Conference affiliation no longer determines job quality?

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It’s a trend that certain BCS programs have become all to familiar with in the last couple of years.

The gold standard for coaching is no longer landing a gig running a program in one of the power six conferences. If it was, than Illinois and SMU would have had no problem filling their head-coaching voids during the 2012 edition of the coaching carousel. Oregon wouldn’t have gone more than a month trying to find a replacement for Ernie Kent when they fired him back in the spring of 2010. VCU’s Shaka Smart and Butler’s Brad Stevens would trying to find a way to better a middling program in the Big Ten or the ACC instead of shoring up the loose ends of a favorite in the CAA and the Horizon League, respectively.

As Jason King of laid out on Wednesday afternoon, conference affiliation is no longer the determining factor for changing jobs.

King spoke to the three mid-major coaches in the highest demand over the last couple of years — Smart, Stevens and Wichita State’s Gregg Marshall — and based on the quotes the three coaches gave, their reasons for staying put can be summed up in four words: as Marshall put it, “You can’t buy happy.”

Coaching changes tend to get simplified. How much more money will they make? How much easier will it be to make the NCAA tournament? How good can the program be in the future?

What that line of thinking ignores is the fact that the men running these programs are not simply robots built for coaching basketball. They have families just like the rest of us. Just because a banker gets offered a raise to take a job with a different company doesn’t mean he is willing to uproot his family to move across the country. Maybe his kids love the school they attend. Maybe he loves the boss he works for. Maybe his wife has a great job that she’s not willing to leave. Maybe they love the community they live in. All of that plays a factor as well.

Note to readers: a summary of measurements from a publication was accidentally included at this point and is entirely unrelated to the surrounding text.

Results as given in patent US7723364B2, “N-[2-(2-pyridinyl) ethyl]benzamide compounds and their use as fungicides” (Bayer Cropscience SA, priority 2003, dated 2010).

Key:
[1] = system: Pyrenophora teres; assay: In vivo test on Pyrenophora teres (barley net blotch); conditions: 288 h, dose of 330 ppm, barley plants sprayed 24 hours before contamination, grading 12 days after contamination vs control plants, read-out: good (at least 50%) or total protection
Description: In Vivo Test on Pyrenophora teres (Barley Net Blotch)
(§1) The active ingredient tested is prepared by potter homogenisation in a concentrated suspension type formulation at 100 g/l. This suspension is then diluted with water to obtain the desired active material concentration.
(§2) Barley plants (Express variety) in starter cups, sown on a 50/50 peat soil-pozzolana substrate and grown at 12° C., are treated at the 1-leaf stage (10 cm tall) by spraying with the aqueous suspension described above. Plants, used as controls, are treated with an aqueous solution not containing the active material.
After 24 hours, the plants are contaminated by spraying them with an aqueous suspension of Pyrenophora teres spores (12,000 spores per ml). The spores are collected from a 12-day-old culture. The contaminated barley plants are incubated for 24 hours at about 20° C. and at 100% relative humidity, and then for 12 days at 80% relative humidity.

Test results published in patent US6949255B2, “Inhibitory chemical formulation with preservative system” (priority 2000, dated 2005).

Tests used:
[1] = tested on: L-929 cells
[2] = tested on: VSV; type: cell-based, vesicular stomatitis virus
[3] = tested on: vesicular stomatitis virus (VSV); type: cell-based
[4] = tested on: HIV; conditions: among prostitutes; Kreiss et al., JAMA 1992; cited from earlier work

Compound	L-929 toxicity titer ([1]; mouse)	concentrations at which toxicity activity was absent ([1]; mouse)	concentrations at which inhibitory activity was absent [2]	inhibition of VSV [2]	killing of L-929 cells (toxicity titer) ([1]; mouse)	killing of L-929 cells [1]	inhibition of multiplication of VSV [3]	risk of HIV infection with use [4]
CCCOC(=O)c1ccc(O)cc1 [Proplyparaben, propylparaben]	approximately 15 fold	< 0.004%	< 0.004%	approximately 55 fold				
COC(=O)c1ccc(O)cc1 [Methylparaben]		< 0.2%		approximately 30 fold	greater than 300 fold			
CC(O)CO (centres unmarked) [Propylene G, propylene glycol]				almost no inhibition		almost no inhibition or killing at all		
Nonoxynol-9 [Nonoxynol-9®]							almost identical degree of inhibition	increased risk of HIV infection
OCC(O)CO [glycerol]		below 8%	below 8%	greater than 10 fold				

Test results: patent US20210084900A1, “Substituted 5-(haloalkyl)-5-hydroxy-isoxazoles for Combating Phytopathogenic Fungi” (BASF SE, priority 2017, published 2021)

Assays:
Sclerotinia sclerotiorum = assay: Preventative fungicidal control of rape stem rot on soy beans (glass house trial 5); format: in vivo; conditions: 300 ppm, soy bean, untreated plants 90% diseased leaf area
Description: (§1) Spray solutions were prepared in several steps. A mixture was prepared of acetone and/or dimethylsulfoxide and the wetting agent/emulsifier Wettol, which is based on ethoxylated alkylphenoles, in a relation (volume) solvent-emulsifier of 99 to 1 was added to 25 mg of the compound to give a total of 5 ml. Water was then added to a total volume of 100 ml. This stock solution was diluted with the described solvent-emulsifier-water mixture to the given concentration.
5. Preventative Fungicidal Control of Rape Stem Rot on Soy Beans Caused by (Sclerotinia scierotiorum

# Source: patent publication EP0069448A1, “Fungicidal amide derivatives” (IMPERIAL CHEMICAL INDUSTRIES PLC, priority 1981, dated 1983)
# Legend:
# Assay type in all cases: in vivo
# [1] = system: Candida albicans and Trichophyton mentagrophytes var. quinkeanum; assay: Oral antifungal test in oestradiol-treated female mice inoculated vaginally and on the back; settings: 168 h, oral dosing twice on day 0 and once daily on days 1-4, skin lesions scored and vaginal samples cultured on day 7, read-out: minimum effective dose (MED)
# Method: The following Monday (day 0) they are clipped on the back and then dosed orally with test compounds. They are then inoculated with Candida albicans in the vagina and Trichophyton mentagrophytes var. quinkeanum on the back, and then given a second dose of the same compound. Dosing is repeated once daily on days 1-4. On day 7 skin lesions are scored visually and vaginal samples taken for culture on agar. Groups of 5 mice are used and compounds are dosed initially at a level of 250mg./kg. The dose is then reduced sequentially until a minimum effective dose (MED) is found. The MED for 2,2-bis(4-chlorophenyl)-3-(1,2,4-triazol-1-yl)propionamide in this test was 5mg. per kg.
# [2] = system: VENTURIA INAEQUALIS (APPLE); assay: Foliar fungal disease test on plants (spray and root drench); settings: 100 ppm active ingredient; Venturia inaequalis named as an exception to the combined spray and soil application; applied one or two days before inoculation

It doesn’t hurt that each of those three coaches currently have a contract worth seven-figures annually with at least seven years remaining. They aren’t exactly on welfare, and they are coaching in a place where they will never be fired. The expectations for the head coach at Nebraska are much different than that of the head coach at Wichita State, and there is a valid argument to be made that the Shockers are a better basketball program (and a better job) and the Huskers.

Marshall won’t start feeling the pressure if he can’t make it out of the first weekend coming from the Missouri Valley. The same cannot be said when you run a program in the Big Ten. Nothing kills the buzz surrounding a hotshot young coach quicker than a couple of consecutive losing seasons at a big-time program. Just ask Jeff Capel.

And that’s before you factor in the ugly side of the recruiting process.

“Recruiting at the high-major level is extremely complicated and, in many cases, corrupt,” one coach from a mid-major school told King. “If I was to take a high-major job, I could be entering myself in all sorts of scenarios that I can usually avoid where I am now. That’s a factor for certain people. … If you go to that level and you go about it the ‘right way,’ the deck could be stacked against you.”

Stevens, Smart and Marshall are all in a position where they can wait for their dream job to open up.

And if it never does, being the next Mark Few and building the next Gonzaga doesn’t sound too bad.


Rob Dauster is the editor of the college basketball website Ballin’ is a Habit. You can find him on twitter @robdauster.